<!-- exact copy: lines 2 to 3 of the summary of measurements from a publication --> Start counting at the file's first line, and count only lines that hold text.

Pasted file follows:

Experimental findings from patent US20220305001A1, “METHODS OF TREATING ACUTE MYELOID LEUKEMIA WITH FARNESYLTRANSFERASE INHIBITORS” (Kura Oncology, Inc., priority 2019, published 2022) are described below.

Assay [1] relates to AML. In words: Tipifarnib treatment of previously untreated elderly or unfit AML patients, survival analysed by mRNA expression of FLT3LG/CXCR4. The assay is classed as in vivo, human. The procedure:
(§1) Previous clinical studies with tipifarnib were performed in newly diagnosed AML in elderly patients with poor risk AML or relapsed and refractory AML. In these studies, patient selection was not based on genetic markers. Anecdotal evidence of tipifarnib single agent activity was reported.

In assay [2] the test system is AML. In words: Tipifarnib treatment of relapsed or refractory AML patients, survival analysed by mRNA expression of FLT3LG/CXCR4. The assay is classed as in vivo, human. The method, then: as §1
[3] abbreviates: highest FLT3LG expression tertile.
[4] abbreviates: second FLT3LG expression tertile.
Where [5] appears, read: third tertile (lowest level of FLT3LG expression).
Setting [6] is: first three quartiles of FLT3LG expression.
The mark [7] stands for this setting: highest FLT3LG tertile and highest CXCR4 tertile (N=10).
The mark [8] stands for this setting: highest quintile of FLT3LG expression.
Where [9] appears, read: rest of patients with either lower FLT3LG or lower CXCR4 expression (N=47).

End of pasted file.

Assay [1] relates to AML. In words: Tipifarnib treatment of previously untreated elderly or unfit AML patients, survival analysed by mRNA expression of FLT3LG/CXCR4. The assay is classed as in vivo, human. The procedure:
(§1) Previous clinical studies with tipifarnib were performed in newly diagnosed AML in elderly patients with poor risk AML or relapsed and refractory AML. In these studies, patient selection was not based on genetic markers. Anecdotal evidence of tipifarnib single agent activity was reported.